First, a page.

Jack Robbins marvels at what one English priest achieved with just 12
0 ur current church closures and parish clusterings contrast starkly with the positive and spirited expansion and evangelisation that characterised the ministry of many founding fathers of our parishes. One such man was Fr John Warmoll, a 19th-century Anglican clergyman convert who, though faced with endless worries and difficulties, never admitted defeat or considered a retreat.
Late on Christmas Eve 1863 the newly ordained Fr Warmoll arrived in Bedford, alone and unnoticed. with £2 in his pocket, a borrowed silver watch and a leather portmanteau containing all his possessions. Bishop Amherst of Northampton had sent him "to ascertaM the possibility of establishing a mission in the county town of Bedford". Though both Fr Warmoll and his friends thought the venture a forlorn hope, he nevertheless obeyed his bishop unhesitatingly. There were then fewer than 100 Catholics in the whole county, and only one priest and one chapel, in Shefford.
The young priest celebrated his three Christmas Masses, the first known Masses in Bedford since the Reformation, in a humble cottage on the eastern outskirts of the town, the home of the Tandy family. The congregations totalled 14 out of a population of 14,000; yet it was perhaps astonishing that after nearly three centuries of persecution there were even 14 brave souls still remaining true to their Faith.
Fr Warmoll was born Sayer Priestley Warrnoll in Norwich in 1830, the eldest of 10 children of a Church of England clergyman. His many notable forebears in East Anglia included, significantly, several clerics, Catholic. Anglican and Presbyterian, besides civic dignitaries, yeoman farmers, doctors and the Presbyterian minister and scientist Joseph Priestley, the discoverer of oxygen. Sayer became in turn a master at Hurstpierpoint School, a graduate of Lincoln College, Oxford, an Anglican curate in Wootton Wawen, Warwickshire, and in Pimlico, London, and finally a Catholic priest after studying at the English College, Rome. He adopted the name John instead of Sayer at his (conditional) baptism, administered by Canon (later Cardinal) Manning.
Setting up the Bedford Mission was a daunting task. Since neither Fr Warmoll nor his little flock had any funds or chapel, he placed the first of hundreds of begging letters in the three main Catholic journals. The resultant small initial donations he applied to the needs of the mission and to a fund for a permanent chapel. Meanwhile, he rented rooms above a wash house near the prison, converting two bedrooms into a small chapel; he himself lived in great poverty in a tiny, barely furnished attic room.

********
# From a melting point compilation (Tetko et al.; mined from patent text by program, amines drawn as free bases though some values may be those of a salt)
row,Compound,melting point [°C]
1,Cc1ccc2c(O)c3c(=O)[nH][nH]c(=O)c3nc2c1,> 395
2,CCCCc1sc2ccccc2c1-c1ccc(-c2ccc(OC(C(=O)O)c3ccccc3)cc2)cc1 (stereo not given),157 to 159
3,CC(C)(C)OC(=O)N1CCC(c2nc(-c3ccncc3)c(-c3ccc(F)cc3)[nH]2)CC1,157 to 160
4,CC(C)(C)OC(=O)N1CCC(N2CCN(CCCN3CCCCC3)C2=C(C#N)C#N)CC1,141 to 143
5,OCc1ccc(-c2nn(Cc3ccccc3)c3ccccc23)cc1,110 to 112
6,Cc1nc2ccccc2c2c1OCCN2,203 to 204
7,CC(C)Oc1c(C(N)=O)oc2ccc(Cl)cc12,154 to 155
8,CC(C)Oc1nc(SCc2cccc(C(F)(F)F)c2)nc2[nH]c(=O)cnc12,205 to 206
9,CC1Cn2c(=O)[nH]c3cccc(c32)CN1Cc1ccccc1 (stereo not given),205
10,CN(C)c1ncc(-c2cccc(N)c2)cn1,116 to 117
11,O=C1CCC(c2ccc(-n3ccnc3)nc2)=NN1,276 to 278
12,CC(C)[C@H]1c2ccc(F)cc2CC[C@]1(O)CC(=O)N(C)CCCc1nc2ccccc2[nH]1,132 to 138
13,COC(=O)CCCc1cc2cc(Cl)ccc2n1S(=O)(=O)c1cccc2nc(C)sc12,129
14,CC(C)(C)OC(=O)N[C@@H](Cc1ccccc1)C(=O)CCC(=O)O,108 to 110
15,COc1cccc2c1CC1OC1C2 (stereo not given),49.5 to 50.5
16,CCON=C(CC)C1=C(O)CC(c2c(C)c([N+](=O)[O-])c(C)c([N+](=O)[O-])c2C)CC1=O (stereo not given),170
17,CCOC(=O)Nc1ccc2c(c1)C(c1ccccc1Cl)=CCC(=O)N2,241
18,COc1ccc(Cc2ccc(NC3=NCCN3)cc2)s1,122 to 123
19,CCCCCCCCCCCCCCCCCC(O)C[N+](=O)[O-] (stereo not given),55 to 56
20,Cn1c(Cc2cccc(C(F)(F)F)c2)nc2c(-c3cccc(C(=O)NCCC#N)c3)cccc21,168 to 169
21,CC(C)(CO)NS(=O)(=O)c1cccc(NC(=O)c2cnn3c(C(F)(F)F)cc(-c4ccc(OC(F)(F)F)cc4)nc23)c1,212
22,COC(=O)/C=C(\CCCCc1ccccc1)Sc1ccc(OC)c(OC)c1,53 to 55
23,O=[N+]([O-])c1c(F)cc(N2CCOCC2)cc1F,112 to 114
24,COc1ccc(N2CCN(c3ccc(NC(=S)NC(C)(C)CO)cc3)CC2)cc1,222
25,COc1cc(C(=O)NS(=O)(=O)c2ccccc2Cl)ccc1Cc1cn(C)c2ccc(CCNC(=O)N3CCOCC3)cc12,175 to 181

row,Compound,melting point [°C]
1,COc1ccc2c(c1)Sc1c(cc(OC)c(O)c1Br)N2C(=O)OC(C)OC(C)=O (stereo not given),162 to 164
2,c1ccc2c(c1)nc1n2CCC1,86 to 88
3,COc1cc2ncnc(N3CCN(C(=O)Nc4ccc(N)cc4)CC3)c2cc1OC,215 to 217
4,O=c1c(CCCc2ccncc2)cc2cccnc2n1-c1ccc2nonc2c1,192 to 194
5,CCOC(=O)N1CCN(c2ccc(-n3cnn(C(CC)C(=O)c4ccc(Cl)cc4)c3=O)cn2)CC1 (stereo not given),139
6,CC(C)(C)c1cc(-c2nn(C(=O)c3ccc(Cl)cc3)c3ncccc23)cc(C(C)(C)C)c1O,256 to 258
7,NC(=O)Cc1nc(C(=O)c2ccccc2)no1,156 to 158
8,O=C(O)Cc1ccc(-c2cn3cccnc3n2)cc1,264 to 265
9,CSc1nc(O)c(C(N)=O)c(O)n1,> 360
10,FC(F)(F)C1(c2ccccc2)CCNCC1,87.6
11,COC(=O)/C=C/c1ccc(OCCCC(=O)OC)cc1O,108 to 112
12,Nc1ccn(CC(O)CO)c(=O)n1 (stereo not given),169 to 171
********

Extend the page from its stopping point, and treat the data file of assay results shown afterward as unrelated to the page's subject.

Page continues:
At long last, in 1865, he purchased a piece of ground adjoining Brereton Road, and after two more years begging for donations was able to build a substantial presbytery and chapel schoolroom. His huge mission then encompassed the entire county, for Shefford was temporarily closed down that year. His Sunday congregations, swelled by converts and interested non-Catholics. packed the new chapel, and during the week the schoolchildren filled also the presbytery rooms. Fr Warmoll (now a canon) continued begging for his next project, an imposing church, already designed by the architect Gilbert Blount. Resolved that the new sanctuary and its furnishings should be provided by children, he distributed signed donations booklets, to which about 2,000 children, rich and poor, from many countries responded. Their names were all recorded by Canon Warmoll in a book discovered under a slab beneath the high altar in 1986.
The main portion of the splendid new church was opened in 1874, with High Mass celebrated by Bishop Amherst, attended by diocesan clergy and parishioners.
Still Canon Warmoll did not rest. Since classes in the infant and junior schools were overflowing into the sacristy, his begging letters appealed for new accommodation. Within only two years a large, elegant school in Priory Street was opened. This was a great achievement, but it incurred a large and worrying debt. The canon's exhausting labours and constant financial worries took their toll, culminating in a fatal heart attack one Saturday in 1885, in the confessional. He was only 55. The Requiem Mass was attended by parishioners in great distress, by almost all the diocesan clergy, and by many non-Catholic clergy and townsfolk. Astonishingly, a third of the population of Bedford lined the streets and packed the cemetery, an extraordinary manifestation of the fruit of Canon Warmoll's untiring ecumenical endeavours.
Within the short space of 22 years he had built up a thriving parish community and painstakingly raised huge funds for the splendid parish buildings, laying the foundations for the network of parishes and schools that exist in Bedford today.
This holy and remarkable founder of the Bedford Mission left us a wonderful example: he preached a Gospel of love love of God and of neighbour and he followed this himself with all his heart, his soul and his strength.
John Priestley Warmoll Apostle of Bedford: His Life, Times and Family by Jack Robbins is available from Amazon .co .uk